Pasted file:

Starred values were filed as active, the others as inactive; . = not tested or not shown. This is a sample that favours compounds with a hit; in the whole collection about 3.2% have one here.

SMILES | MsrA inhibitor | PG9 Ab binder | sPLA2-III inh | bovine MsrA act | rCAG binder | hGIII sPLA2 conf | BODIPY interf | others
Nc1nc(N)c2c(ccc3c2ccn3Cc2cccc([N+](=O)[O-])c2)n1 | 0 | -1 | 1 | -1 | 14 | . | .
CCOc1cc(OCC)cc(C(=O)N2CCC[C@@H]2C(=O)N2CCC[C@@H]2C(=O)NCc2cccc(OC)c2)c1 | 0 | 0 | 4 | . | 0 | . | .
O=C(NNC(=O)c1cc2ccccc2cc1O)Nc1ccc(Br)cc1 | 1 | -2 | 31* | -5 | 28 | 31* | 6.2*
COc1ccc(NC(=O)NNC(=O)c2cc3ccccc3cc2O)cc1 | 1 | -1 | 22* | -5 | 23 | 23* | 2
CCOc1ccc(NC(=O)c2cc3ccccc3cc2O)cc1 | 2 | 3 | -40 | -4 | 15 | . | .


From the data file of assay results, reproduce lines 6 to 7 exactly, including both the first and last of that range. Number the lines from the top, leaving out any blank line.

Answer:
COc1ccc(NC(=O)NNC(=O)c2cc3ccccc3cc2O)cc1 | 1 | -1 | 22* | -5 | 23 | 23* | 2
CCOc1ccc(NC(=O)c2cc3ccccc3cc2O)cc1 | 2 | 3 | -40 | -4 | 15 | . | .